Summary and Info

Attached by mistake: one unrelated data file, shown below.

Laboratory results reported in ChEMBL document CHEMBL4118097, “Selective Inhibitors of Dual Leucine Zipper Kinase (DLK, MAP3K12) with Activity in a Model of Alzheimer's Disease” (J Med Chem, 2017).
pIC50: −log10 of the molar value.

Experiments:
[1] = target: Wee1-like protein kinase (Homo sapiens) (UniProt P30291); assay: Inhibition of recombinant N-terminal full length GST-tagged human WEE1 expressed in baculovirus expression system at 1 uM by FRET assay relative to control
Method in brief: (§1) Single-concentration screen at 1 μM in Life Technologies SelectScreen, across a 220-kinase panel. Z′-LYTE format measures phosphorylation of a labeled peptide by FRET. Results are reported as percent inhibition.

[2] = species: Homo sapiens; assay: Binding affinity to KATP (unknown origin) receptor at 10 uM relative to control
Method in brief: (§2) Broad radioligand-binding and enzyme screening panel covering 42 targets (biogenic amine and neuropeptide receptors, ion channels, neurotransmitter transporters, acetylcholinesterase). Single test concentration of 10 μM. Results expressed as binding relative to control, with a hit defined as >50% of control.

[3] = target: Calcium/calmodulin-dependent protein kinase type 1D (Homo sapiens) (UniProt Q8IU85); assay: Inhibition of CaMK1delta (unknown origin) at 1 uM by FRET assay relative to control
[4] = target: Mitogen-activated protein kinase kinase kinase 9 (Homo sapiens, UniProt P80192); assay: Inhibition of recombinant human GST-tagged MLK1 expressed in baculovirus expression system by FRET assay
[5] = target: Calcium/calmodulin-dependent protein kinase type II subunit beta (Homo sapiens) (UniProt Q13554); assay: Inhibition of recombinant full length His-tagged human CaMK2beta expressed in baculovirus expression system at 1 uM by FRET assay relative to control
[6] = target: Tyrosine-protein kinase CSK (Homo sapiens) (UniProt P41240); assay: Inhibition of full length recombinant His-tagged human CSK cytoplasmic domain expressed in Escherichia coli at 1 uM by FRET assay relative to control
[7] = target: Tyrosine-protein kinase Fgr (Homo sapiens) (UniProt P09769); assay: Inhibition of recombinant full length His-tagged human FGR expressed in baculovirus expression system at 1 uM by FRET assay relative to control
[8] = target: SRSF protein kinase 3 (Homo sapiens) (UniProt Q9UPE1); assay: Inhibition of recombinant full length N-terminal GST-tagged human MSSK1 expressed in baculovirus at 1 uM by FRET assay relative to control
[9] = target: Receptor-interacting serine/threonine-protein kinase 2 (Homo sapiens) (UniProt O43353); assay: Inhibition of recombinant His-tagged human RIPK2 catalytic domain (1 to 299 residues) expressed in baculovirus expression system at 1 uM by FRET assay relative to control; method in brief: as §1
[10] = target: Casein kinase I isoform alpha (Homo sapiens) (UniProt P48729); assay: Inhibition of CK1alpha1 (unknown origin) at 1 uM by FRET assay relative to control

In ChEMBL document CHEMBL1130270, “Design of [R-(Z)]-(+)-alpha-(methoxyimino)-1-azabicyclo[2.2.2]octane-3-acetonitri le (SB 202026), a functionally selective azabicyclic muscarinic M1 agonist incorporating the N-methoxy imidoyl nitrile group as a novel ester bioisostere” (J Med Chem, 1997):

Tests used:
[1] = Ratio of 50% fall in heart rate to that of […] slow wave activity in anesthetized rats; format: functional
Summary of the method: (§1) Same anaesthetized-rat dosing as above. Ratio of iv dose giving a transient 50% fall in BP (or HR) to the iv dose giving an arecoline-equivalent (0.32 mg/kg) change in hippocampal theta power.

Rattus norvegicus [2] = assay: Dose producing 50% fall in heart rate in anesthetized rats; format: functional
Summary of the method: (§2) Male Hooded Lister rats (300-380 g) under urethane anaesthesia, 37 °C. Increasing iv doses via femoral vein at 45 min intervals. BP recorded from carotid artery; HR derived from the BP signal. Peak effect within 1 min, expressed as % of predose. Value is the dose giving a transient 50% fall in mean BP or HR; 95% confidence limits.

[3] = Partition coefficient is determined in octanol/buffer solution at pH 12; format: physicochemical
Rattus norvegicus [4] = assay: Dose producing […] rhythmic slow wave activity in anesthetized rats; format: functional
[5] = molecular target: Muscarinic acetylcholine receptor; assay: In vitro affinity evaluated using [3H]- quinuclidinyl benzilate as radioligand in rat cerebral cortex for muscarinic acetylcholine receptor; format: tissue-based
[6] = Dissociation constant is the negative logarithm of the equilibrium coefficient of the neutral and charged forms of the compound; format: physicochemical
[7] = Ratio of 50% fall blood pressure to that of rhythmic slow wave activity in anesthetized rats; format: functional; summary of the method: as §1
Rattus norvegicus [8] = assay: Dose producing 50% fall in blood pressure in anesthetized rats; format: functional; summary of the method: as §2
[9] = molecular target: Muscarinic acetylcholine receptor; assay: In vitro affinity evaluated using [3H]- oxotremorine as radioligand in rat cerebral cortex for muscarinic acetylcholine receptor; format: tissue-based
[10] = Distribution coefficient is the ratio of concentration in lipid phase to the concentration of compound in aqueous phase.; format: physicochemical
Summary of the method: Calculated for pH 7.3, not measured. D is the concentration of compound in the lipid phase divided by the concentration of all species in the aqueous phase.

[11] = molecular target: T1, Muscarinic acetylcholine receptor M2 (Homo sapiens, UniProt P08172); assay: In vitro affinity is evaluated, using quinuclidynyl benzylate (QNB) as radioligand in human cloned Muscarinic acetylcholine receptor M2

Joplin, Missouri, Tornado of May 22, 2011: Structural Damage Survey and Case for Tornado-Resilient Building Codes presents the observations, findings, and recommendations of an engineering reconnaissance team that surveyed residential structures and schools in the tornado path shortly after the event. The tornado, which was rated a 5 on the Enhanced Fujita Scale, cut a seven-mile swath through Joplin, Missouri; it destroyed more than 5,000 buildings and killed more than 150 people. The team's data collection focused on recording the mechanisms of structural failure under tornado wind loads. One important finding is that failures could be attributed to inadequate load paths as well as to wind speeds that exceeded building code design levels. Compliance with the building code requirements for hurricane-prone areas would have mitigated some of the damage. Topics include: overview of the Joplin tornado; inspection methodology; performance of residential buildings; case studies of building performance; performance of commercial buildings and critical facilities; new design philosophy regarding tornadoes; conclusions and recommendations. This ground-breaking report is must-reading for structural engineers, construction professionals, building code officials, and risk managers working in tornado-prone regions of the United States.
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